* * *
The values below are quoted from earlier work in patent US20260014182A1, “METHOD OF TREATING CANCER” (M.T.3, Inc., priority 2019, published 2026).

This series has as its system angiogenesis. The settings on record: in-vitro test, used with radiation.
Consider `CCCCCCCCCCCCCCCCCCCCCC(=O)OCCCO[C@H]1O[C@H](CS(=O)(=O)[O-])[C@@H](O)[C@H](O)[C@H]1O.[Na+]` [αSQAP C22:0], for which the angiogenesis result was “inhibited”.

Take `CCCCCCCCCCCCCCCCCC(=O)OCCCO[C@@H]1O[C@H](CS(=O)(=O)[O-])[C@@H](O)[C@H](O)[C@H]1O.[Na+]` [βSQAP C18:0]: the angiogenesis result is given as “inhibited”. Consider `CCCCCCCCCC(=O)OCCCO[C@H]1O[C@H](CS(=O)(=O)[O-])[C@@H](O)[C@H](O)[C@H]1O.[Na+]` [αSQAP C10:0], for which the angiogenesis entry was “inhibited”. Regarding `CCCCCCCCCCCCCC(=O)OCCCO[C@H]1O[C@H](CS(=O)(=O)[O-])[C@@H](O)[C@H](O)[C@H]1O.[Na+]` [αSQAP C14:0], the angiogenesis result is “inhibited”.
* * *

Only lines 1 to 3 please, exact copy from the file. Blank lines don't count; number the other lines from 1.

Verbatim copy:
The values below are quoted from earlier work in patent US20260014182A1, “METHOD OF TREATING CANCER” (M.T.3, Inc., priority 2019, published 2026).

This series has as its system angiogenesis. The settings on record: in-vitro test, used with radiation.
Consider `CCCCCCCCCCCCCCCCCCCCCC(=O)OCCCO[C@H]1O[C@H](CS(=O)(=O)[O-])[C@@H](O)[C@H](O)[C@H]1O.[Na+]` [αSQAP C22:0], for which the angiogenesis result was “inhibited”.